There is a light purple rose in half bloom near an entrance to my house. It caught my eye tonight.
I had just put pajamas on Zade and tapered the bedtime routine. I opened my laptop and set my mug of hot green tea next to it. I looked out the window and saw what we’ve been waiting for today: snow. I yelled “Snow!” like a sailor at sea who just spotted land, and the house went a blur. Kids put boots and coats on faster than I’ve ever seen. Socks became mittens; pajamas became snowsuits. And off they went.
They played with Kal outside while I took the warmer approach and made hot chocolate for them. When the kids came in, they were utterly exhilarated. Layla said it was one of the best endings to a night. Zade was so excited he knocked over his drink. Frost still in their hair–with the kitchen looking like a chocolate crime scene–the kids jumped about undeterred by anything less real than the magical effects of that first lain snow.
Just minutes before, it was Zade who called to me so I could see his makeshift shovel (red solo cup) filled with snow, and that solo bloom and I stared at each other for a minute. She was handling the snow like some of those dried Georgia leaves still swinging on their trees. Maybe she opened up when I was wearing flip-flops just 3 days ago. Maybe she’s part of those hybrid minis that is ever-blooming.
Last year brought us four new seasons with different windows to look out of. This month marks the end of that one year of new. In fact, we were snowed in last year around this time. I was in another world of excitement then. But other natural things have happened here, too. We’ve tenderly broken in this new place. The dishwasher broke and the kids cracked the new sink in their bathroom, for example. I think I wrote less in my favorite room with the view. But I wrote more in a leather journal I keep near me instead and started taking ideas in different rooms comfortably. The house became a home, the relationship changed. My year-long date has now changed its status.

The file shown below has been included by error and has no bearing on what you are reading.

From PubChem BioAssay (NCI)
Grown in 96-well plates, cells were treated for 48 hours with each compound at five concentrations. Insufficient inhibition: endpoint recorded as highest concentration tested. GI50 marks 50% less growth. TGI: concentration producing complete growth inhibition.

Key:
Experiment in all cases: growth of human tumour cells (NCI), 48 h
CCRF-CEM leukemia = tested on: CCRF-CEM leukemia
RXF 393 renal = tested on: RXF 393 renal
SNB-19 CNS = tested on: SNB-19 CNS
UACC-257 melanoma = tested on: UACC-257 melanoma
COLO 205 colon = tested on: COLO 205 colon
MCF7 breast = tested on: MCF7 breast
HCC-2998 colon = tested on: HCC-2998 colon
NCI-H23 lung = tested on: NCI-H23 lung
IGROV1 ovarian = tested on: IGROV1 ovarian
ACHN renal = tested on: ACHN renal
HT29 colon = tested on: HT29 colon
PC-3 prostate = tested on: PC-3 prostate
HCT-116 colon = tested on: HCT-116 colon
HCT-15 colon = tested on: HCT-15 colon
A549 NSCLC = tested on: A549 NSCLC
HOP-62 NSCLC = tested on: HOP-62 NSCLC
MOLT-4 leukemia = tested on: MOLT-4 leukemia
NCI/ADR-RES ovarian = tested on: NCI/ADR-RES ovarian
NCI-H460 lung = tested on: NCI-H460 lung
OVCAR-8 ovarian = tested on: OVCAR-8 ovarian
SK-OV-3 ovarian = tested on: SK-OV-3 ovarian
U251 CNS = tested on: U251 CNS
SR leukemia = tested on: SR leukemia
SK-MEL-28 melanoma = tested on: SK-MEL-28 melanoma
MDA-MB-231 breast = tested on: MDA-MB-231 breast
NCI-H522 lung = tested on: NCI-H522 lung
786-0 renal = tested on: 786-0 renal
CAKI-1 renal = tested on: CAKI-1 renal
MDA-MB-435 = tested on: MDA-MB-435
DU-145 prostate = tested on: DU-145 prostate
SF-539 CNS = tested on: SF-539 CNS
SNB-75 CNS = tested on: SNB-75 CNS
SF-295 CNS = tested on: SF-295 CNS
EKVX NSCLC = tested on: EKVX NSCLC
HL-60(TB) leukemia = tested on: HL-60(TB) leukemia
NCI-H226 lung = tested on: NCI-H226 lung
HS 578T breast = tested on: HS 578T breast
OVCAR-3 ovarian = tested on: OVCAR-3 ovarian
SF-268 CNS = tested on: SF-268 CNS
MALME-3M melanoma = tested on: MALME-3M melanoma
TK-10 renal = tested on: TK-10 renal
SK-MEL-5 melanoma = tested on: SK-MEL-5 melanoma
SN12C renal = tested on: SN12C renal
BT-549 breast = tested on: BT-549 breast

I’m trying out new relationships as well, and this includes new books that feel so right, people who I’ve spent quality time with, this first-ever Mac I’m typing on now (total self-discovery adjustment coming from PC world; even scrolling up and down is somewhat painful right now), a newly-fitted pair of running shoes to which I’ve proposed marriage, and a deeper look at Georgia’s breadth (which includes a small town and a real and true train ride that my friend made happen).
I want to be like that free-blooming flower who figures, what the heck. I’ll give this a try because, well, it feels right to do so right now. A little more present, a little less inhibited, and with the wisdom to let it roll. I tasted this last year, and now I want more.
All commitments in life should give us the freedom to make wider and wider snow angels like the ones I’d get lost in under the gray Chicago sky spread over my backyard. I’d raise my arms up and down, up and down. The feeling alone spun outside me for a minute. I’d look to the side and exhale. I’d hear silence and feel seen. It was a purposeful magic.